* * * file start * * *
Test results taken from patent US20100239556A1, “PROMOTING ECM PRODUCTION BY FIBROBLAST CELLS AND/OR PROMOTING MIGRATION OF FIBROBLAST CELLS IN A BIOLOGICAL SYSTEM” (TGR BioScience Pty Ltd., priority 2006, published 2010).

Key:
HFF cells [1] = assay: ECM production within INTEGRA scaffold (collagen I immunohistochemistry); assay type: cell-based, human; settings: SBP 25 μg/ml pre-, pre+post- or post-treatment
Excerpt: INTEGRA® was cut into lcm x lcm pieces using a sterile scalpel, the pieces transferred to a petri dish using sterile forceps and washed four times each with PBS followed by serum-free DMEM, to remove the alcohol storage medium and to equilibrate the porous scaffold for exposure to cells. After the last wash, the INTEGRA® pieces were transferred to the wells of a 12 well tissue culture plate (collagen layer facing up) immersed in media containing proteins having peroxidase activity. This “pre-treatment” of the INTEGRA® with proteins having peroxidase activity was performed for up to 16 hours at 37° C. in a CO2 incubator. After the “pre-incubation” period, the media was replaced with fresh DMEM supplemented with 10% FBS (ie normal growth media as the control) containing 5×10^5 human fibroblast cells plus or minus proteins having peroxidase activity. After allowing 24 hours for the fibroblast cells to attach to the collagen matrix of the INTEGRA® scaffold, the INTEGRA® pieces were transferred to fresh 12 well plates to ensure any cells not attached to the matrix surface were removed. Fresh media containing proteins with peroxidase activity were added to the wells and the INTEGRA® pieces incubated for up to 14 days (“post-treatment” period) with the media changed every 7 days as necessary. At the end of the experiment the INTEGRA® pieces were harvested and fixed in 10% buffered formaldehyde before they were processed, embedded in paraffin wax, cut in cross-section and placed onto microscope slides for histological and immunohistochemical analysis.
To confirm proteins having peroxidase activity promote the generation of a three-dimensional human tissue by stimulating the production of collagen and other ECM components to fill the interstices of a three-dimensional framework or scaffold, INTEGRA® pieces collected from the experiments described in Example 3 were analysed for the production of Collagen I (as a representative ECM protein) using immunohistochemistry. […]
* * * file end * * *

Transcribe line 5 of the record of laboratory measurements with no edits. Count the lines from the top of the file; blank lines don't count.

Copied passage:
To confirm proteins having peroxidase activity promote the generation of a three-dimensional human tissue by stimulating the production of collagen and other ECM components to fill the interstices of a three-dimensional framework or scaffold, INTEGRA® pieces collected from the experiments described in Example 3 were analysed for the production of Collagen I (as a representative ECM protein) using immunohistochemistry. […]